Government has said that it is sending a high powered delegation to the fifth session of conference of parties to World Health Organization’s Frame Work Convention on Tobacco Control (FCTC) that will take place in South Korea from November 13 this year.
The delegation is expected to carry Malawi’s concerns about FCTC in spite of the country’s failure to ratify FCTC framework, a development that makes it impossible for Malawi’s views to be heard from in side of the convention.
Minister of Agriculture and Food Security, Peter Mwanza, has said that there are many ways of having ones views heard even before ratifying the FCTC framework.
“We have friends such as International Tobacco Growers Association (ITGA), other countries which have already ratified FCTC and other non governmental organizations we can ask to bear our views at the meeting on top of our delegation presenting our opinion through other avenues such as the media while right there in Korea,” said Mwanza.
He said this last Monday when farmers through Tobacco Association of Malawi (Tama), presented a petition to government, urging it to do something about the pressures that are calling for restrictions in tobacco production which, if implemented are believed that they can suffocate tobacco production world over.
The November meeting among others is expected to adopt articles 17 and 18 of the convention which amongst other things call for governments to stop financial and technical support towards tobacco farmers and restrict production by regulating the seasons for the growing of the golden leaf.
They also call for a ban in minimum support prices and leaf auction, reduce the area allocated for tobacco production and dismantle all bodies connecting growers with governments.
The petition which was presented to Mwanza by Reuben Maigwa, Tama president urges government to accede to the FCTC so that the farmers’ voice can be heard from within the FCTC.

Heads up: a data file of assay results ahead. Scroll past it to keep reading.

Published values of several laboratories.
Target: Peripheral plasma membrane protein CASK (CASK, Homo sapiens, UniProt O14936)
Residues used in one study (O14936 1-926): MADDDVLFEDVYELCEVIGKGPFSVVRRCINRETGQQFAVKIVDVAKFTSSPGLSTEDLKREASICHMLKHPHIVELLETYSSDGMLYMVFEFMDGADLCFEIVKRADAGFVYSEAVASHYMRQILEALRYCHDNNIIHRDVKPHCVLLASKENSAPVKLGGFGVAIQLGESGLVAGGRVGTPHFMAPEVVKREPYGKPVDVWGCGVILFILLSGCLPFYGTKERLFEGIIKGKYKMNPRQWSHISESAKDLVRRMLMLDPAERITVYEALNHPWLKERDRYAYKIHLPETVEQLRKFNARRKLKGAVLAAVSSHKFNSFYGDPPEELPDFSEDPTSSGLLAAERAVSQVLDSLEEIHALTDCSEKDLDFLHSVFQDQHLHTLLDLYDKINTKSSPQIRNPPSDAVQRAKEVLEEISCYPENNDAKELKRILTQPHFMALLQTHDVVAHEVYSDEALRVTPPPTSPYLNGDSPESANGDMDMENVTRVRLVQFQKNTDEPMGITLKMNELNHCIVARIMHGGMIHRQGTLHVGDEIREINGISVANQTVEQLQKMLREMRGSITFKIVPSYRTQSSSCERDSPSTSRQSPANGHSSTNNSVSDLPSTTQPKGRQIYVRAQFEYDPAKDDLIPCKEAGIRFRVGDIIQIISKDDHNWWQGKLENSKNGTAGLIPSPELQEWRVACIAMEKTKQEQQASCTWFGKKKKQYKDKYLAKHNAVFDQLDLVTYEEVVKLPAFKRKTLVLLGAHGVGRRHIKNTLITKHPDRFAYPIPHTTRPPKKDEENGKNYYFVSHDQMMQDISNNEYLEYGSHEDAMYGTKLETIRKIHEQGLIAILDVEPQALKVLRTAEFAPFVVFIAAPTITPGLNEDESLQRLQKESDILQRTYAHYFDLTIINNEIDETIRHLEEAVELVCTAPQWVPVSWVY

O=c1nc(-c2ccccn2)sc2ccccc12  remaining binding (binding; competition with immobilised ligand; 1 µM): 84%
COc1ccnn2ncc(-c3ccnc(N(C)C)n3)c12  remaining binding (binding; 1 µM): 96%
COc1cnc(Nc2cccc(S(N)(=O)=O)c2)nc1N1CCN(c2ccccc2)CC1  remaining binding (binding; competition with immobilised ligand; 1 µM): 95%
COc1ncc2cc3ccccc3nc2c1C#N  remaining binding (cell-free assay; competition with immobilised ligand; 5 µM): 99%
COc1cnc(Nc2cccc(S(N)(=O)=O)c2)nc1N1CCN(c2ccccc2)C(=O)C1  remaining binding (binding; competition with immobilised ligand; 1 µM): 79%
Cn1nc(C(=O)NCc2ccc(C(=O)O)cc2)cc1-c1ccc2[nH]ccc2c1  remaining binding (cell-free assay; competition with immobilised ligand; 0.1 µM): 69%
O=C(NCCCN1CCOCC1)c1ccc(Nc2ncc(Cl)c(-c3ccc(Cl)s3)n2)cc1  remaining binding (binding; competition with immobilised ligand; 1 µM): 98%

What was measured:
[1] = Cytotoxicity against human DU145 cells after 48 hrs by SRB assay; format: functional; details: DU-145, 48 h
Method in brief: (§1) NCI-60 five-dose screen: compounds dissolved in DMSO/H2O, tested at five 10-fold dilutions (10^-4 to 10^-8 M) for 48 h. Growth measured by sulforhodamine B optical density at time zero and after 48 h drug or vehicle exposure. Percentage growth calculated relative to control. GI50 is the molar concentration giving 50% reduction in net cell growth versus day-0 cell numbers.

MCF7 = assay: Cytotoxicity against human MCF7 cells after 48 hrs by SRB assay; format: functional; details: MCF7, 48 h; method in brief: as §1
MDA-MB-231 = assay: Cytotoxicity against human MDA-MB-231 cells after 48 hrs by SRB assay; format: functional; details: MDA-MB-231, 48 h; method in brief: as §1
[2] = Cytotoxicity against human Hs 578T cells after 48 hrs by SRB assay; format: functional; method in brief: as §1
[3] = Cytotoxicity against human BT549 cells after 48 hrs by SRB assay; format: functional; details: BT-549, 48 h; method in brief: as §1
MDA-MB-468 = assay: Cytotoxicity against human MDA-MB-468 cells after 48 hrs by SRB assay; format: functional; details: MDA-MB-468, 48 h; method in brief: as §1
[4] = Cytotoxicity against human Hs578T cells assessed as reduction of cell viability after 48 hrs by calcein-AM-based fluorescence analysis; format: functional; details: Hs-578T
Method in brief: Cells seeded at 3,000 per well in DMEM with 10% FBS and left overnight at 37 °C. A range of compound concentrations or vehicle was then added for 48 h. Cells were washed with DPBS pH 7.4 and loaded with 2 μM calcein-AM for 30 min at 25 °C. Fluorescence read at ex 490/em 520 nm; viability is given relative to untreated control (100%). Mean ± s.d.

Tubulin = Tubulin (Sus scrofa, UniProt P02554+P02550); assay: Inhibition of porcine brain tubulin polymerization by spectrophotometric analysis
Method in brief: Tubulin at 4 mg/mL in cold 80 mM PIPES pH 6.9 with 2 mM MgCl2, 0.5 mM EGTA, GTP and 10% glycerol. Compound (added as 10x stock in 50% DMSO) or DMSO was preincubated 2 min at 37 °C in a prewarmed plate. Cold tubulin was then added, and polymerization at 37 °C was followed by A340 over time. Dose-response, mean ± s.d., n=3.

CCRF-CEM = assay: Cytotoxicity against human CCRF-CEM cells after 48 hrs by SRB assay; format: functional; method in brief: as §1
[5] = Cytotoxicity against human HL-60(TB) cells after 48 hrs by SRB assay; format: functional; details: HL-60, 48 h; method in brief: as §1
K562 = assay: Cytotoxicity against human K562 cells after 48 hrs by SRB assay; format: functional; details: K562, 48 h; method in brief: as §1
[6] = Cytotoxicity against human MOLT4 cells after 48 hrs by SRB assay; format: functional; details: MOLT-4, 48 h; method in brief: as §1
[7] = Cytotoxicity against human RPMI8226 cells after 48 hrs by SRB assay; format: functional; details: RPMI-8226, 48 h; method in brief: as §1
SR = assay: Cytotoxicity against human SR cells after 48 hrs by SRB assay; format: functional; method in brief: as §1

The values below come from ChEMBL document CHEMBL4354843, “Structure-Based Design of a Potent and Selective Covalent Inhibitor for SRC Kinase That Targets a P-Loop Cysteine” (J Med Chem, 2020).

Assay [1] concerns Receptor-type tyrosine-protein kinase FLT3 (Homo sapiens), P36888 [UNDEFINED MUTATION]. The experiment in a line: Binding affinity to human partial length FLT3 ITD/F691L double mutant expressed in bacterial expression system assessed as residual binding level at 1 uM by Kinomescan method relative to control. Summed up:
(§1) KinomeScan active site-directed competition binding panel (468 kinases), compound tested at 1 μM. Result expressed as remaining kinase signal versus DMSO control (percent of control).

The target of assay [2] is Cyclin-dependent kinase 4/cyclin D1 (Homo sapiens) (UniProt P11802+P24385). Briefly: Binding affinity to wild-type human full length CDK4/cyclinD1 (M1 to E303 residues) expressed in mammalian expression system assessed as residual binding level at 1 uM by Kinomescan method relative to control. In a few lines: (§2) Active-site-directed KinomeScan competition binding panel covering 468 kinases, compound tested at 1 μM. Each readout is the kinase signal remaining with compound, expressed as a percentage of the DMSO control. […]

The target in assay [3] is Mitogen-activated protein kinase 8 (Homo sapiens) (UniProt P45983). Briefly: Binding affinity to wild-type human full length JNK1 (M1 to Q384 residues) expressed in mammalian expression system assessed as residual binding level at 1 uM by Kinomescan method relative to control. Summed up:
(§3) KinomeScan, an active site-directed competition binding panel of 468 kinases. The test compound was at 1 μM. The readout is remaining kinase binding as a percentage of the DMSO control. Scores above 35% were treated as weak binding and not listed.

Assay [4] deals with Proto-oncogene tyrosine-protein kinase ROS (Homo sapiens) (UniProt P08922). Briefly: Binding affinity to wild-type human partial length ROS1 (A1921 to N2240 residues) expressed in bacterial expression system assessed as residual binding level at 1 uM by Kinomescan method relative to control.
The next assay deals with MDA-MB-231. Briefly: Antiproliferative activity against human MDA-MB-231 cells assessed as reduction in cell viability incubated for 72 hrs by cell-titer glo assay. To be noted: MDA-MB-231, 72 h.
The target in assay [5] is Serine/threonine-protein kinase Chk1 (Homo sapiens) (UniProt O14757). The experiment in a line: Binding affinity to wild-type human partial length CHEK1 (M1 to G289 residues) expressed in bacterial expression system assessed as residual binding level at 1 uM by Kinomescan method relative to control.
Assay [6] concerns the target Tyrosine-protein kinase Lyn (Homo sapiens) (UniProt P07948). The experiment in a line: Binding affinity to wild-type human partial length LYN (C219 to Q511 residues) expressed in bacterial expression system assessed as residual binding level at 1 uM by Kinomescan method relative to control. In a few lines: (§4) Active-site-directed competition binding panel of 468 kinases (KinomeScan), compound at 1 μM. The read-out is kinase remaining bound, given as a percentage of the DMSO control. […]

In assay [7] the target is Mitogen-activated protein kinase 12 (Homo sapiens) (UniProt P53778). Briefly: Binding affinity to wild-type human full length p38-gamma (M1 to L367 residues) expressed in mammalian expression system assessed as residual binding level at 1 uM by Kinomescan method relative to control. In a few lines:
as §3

It further urges government to reject the ‘irrational, ill-conceived and destructive’ proposals, and think of a more realistic approach that is going to help farmers adapt if and when the demand decline for tobacco comes into effect.
“We also urge government to liaise with the African Union (AU) and Commonwealth Market for East and Southern Africa (Comesa) and indeed other countries and organizations to assist in resisting the FCTC inconsiderate new proposals,” reads part of the petition.
It further blames FCTC for not consulting with farmers when drafting the articles contrary to its own guiding principle, stating, “WHO should ensure full involvement of growers to come up with a scientifically verifiable and viable alternative crop to tobacco as per the FCTC’s own text point 3, guiding principle 2, which emphasizes on growers consultation and involvement, but is not the case currently.”
On the other hand Mwanza said that government is seriously looking into the possibility of ratifying the charter saying that at the moment it is following the right procedures to make sure that the decision that comes out of it is in the best interest of the Malawi nation.